Category Archives: vaccine

Do you know what hepatitis is?

‘Hep’ means liver and ‘itis’ means inflammation of, so hepatitis literally means inflammation of the liver.

Your liver is a large organ – it’s your body’s waste disposal system. It also regulates metabolism, stores iron and vitamins such as folate and B12 and produces proteins and bile, a liquid that’s needed to digest fats. If your liver doesn’t work properly, the result can be serious illness and it can be life-threatening, too.

The causes of hepatitis can be due to chemicals, alcohol, drug use and viruses such as the yellow fever virus and the virus that causes glandular fever.

There are seven forms of hepatitis – some types don’t cause serious health problems but others can result in chronic (long-term problems), scarring of the liver (cirrhosis) and even liver cancer.

Here’s our guide to what you need to know about the different types of hepatitis.

What are the symptoms?

Short-term (acute) hepatitis may not have any symptoms at all and if there are symptoms, they might be pretty non-specific i.e. they can be connected with many conditions. For example, nausea, tiredness, abdominal pain, muscle and joint pain, getting bruised easily, a high temperature (fever) of 38 degrees Celsius, dark coloured urine and light bowel movements are signs of hepatitis.

small image_sore stomach

Long-term (chronic) hepatitis may not have any obvious symptoms, either, until the liver stops working properly and liver failure results. Jaundice (yellowing of the skin and eyes) is also a sign of late stage liver failure. Hepatitis may only be picked up during blood tests.

If you have any persistent or troublesome symptoms that you think could be caused by hepatitis, go and see your GP immediately.

The seven types of hepatitis are:

  1. Hepatitis A

Caused by the hepatitis A virus, this infection is caught by consuming food or drink contaminated with the bowel movements of an infected person. It is most common in countries with poor sanitation. This type of hepatitis usually passes in a few months. But, it can be severe and even life-threatening.

If you’re travelling overseas, book in before your trip to see your GP, who may recommend a vaccination.

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  1. Hepatitis B

Caused by the hepatitis B virus, infection is spread via the blood of an infected person (e.g. through shared injection needles).

Most adults can fight off the infection in two months or so. But infection in children may be long-term and can lead to liver cirrhosis and liver cancer. Treatment may involve antiviral medications. If you are in a high-risk group, for example, if you are a health care worker or you inject drugs – your GP may recommend vaccination.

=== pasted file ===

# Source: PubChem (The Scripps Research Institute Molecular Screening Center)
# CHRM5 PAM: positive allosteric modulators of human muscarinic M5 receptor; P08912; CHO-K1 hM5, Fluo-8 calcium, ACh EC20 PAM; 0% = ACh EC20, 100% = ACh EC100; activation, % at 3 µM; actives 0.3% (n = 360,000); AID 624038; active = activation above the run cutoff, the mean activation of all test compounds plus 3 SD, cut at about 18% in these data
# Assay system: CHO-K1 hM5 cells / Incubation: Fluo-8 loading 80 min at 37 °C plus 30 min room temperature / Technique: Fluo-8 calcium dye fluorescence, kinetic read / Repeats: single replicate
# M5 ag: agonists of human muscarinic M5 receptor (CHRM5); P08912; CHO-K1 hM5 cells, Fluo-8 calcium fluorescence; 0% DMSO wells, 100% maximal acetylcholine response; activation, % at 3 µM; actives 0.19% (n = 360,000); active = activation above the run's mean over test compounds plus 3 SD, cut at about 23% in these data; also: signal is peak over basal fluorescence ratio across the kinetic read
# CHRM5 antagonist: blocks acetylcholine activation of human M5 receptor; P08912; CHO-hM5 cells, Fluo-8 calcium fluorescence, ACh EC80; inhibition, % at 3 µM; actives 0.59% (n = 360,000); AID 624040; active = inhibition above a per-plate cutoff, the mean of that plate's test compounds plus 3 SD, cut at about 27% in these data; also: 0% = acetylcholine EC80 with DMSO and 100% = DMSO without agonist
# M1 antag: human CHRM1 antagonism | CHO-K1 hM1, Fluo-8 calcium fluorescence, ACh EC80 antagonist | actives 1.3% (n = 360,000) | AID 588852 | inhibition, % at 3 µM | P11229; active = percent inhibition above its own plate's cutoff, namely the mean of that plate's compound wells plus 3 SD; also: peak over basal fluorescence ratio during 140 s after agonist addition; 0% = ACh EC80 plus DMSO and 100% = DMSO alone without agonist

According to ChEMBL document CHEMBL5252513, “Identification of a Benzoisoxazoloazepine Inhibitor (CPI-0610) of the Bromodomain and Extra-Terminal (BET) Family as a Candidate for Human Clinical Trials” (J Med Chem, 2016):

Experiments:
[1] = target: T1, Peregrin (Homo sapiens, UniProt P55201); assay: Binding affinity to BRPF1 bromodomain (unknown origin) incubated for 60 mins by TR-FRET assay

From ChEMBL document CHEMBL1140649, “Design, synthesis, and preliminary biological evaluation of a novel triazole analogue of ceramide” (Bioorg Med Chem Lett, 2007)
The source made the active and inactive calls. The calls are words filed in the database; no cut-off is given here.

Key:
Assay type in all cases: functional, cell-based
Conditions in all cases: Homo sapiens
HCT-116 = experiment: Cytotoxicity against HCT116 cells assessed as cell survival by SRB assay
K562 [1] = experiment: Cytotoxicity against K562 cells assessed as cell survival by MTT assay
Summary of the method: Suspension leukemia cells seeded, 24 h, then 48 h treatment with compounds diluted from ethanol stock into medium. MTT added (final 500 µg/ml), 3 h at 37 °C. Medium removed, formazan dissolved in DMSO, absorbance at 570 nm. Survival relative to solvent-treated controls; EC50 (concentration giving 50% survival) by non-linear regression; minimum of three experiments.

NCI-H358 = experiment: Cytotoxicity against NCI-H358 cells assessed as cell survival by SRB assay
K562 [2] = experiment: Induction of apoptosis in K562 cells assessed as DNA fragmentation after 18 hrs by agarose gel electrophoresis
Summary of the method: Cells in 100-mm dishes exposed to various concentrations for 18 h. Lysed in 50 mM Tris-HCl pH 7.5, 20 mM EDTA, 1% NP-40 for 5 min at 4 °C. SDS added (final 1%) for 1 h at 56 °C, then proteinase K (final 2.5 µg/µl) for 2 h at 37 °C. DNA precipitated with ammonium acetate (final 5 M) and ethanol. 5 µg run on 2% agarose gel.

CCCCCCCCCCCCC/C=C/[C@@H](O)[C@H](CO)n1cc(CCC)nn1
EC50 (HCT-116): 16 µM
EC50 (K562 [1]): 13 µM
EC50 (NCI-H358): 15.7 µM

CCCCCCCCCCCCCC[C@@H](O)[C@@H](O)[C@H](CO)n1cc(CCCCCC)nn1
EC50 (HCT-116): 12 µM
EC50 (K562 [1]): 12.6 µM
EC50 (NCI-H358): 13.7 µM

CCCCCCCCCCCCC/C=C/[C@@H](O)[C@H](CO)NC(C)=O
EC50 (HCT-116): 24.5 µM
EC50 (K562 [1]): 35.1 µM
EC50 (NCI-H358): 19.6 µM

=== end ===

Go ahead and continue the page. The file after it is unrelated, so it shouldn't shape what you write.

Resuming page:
1. Hepatitis C

Caused by the hepatitis C virus, this is usually spread via blood-to-blood contact with an infected person (e.g. via shared needles or through poor health care practices). Symptoms of infection may be similar to a bout of flu and many people don’t know that they are infected.

Around one in four people can fight off the infection but most people will develop chronic hepatitis C[i], which can lead to cirrhosis and liver failure. Treatment is usually antiviral medication but currently there is no vaccination.

  1. Hepatitis D

Caused by the hepatitis D virus, this infection only affects people who already have hepatitis B. It is usually spread through blood-to-blood or sexual contact. It is not common in Australia[ii].

Long-term hepatitis D infection can increase the risk of cirrhosis and liver cancer. Although there is no vaccine for hepatitis D, your GP might suggest the hepatitis B vaccine to protect you from getting hepatitis D.

  1. Hepatitis E

Common in developing countries, this type of hepatitis is caused by the hepatitis E virus; infection is usually caught via consuming food and drink contaminated with bowel movements from an infected person. Generally mild and short-lived, the infection doesn’t require any treatment. However, for a small number of people, it can be serious (such as those with a suppressed immune system) and it can become chronic.

There’s no vaccine to protect against hepatitis E but you can reduce your risk by being very careful with food and drinks when travelling to parts of the world with poor sanitation. If you are pregnant, you should not travel to areas where there is a lot of hepatitis E, especially during the last three months of pregnancy.

  1. Alcoholic hepatitis

Caused by excessive alcohol consumption over a number of years, many people who have it don’t know that they do because it usually doesn’t have any symptoms. However, it can be detected by a blood test (liver function test). Your liver can usually recover if you stop drinking alcohol. But if you don’t, the result can be liver failure or liver cancer.

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  1. Autoimmune hepatitis

Like other autoimmune conditions, autoimmune hepatitis occurs when the cells of the body start attacking itself. Treatment involves medication to stop the attack.  More research needs to be done to find out why it happens and if anything can be done to prevent autoimmune hepatitis.

For more information, contact:

  • Your GP
  • National Hepatitis information line on 1800 437 222
  • DirectLine (for information about where to get clean needles and syringes for drug users) on 1800 888 236
  • Immunise Australia information line on 1800 671 811.
Ravinder Lilly
Ravinder Lilly, Dietitian at rt health fund


[i] NHS Choices. Hepatitis.

[ii] Hepatitis Australia. Hepatitis D.


Influenza – should you get vaccinated?

As soon as autumn arrives, you can hear the word flu (a shortened version of the term influenza) being talked about everywhere. But, do you know what causes influenza? What’s in the vaccine? How it works? And whether it’s right for you? Dr Jui Tham, Chief Medical Officer at rt health fund has the answers …